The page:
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Comment Re:Step 1 (Score 3, Interesting) 480

This is the best description I have read regarding the Network Admin position.

When I started as an admin 5 years ago, the company didn't know to care about redundancy, or security. When I started, neither did I. I could build PCs, do some light programming, and had a knack for finding solutions with Google. In that time, I've replaced all network hardware and fixed the topology, expanded from 6 to 20 servers, added virtualization wherever possible, added battery backup to everything (many servers didn't have any UPS), replaced 100 windows 2000 desktops, added 100 more desktops, upgraded the domain from 2000 to 2008, Exchange upgrades twice, migrated all storage to redundant RAID on server or via NAS, maintained DAILY tape backups of all servers, network monitoring via free Linux tools, expanded the network via T1 to include 7 satellite facilities and WAPs with VPN/firewall, and locked down every damned machine so that nobody can install anything. All while providing these people and locations with 24/7 tech support and software instruction. Monitoring scripts are all Perl and PowerShell, depending on OS. All of our network hardware is either Adtran or 3Com (now HP) and I've only had one switch failure in 5 years. No training seminars or certification taken, just lots of reading.

It pays shit, but its steady.


How the PC Is Making Consoles Look Out of Date 568

An anonymous reader writes "What has been clear from this year's Game Developers Conference is that consoles are beginning to show their age. With nothing beyond a possible Nintendo update on the horizon, developers at this year's GDC have turned their eyes to the PC. The article includes three videos that give a fantastic insight into where PC graphics are headed, including a version of Epic's Unreal engine, Crytek's Cryengine 3, and DICE's Frostbite 2 engine. Considering that these leaps in eye candy are only possible with the current state of PC graphics, we wonder how long consoles will be the target platform for development of blockbuster games."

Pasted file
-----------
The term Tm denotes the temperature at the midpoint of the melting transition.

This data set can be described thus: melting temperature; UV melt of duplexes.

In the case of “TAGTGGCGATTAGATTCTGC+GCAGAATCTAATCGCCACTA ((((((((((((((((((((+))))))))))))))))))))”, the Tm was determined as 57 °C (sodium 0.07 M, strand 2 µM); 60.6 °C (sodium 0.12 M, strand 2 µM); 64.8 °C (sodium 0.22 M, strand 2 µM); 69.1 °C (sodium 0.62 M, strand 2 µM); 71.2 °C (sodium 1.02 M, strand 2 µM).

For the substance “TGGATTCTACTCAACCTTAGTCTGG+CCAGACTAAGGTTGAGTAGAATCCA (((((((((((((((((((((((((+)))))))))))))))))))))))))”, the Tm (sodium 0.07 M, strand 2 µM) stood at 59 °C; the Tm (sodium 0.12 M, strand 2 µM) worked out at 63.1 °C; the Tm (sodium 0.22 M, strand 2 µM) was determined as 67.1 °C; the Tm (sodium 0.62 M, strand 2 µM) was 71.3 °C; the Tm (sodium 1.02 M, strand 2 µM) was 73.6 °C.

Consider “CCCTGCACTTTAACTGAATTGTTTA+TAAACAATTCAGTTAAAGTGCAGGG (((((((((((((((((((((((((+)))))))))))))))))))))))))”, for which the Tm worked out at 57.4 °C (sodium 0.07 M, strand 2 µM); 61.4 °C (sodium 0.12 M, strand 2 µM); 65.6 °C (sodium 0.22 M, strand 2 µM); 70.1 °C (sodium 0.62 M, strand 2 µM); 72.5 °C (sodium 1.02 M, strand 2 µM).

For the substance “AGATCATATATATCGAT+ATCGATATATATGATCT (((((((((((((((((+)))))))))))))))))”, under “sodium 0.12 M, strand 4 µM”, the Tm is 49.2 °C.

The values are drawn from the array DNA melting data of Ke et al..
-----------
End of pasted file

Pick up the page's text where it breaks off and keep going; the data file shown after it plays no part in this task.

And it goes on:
Submission + - Ksplice apparently running on 100,000 servers (

quartertime writes: Remember Ksplice, the startup that has been claiming they have technology to make rebootless updates for the Linux kernel? When they launched their commercial product last year, we weren't sure whether people would pay $4/month for it.
Well, it turns out that the answer is yes — according to their birthday blog post about having reached all 7 continents, more than 2 million rebootless updates have been installed on over 100,000 production servers.

Personally, I'm looking forward to when IBM's Watson starts updating its own code to fix all the bugs introduced by us humans.


Submission + - Adobe's iPhone Hail Mary (

snydeq writes: "Fatal Exception's Neil McAllister questions whether the move to port Flash to the iPhone isn't a last-ditch effort on Adobe's part to remain relevant in the quickly evolving smartphone market. By allowing developers to compile existing Flash apps into native binaries, Adobe believes it has found a way around Apple's requirements that no non-Apple API interpreted code may be downloaded and used in an app, a clause that has also prevented Sun from porting JVM to the iPhone. The resulting apps will be completely stand-alone, with no runtimes and no Flash Player required — if Apple lets Adobe get away with it, no small feat given the how protective Apple has been about its app market. But as much as Apple has at stake here, Adobe may actually have more, McAllister writes. 'Already the idea of using Web languages and tools to build smartphone applications is taking hold. Palm has built an entire smartphone platform around the idea. Apple supports the use of Web technologies like AJAX to build applications based on the iPhone's Safari browser. And developers will soon even be able to build Web-based applications for BlackBerry handsets, thanks to a new SDK from Research in Motion. As late to the game as it is, what Adobe needs now is to convince developers that Flash is better than the other options — and that could be a tough sell.'"

Submission + - Inside the Windows 7 Launch Party Pack (

Barence writes: PC Pro has got its hands on one of Microsoft's Windows 7 launch party packs — yes, the one from *that* video — and can reveal all of the party goodness contained within. Brace yourselves for disappointment. Amazingly, the one bit you might actually want — the copy of Windows 7 Ultimate with the authentic not-quite-hand-signed Ballmer scrawl — is already appearing on eBay for less than the price of an unsigned edition. That's got to hurt.

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